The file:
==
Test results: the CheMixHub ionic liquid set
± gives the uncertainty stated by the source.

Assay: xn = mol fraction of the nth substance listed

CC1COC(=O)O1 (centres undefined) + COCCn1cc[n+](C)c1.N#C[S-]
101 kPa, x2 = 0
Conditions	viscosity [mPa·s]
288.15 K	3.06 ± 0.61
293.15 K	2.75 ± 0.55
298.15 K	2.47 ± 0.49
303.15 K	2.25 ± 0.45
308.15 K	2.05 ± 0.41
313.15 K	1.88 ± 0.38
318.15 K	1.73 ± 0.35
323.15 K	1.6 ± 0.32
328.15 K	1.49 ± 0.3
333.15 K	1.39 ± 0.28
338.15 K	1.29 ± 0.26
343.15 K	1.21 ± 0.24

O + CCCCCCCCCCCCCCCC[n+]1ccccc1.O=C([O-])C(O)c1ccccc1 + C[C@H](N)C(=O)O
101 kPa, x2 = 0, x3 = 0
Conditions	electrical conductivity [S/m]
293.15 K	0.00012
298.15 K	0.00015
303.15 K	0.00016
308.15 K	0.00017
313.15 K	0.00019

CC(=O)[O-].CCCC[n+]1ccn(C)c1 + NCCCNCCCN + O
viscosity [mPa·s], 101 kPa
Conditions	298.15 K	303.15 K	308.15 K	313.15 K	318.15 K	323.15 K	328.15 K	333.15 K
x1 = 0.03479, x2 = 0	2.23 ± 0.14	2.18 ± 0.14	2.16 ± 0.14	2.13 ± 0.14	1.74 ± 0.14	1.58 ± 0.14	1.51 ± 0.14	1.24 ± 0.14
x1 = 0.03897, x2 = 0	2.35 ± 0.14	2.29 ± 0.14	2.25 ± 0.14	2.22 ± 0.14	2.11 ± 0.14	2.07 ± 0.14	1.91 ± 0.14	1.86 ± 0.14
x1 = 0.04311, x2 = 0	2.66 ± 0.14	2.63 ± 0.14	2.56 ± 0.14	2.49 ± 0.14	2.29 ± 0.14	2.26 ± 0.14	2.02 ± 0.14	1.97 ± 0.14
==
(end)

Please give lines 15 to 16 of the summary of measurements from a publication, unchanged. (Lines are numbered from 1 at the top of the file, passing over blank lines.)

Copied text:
328.15 K	1.49 ± 0.3
333.15 K	1.39 ± 0.28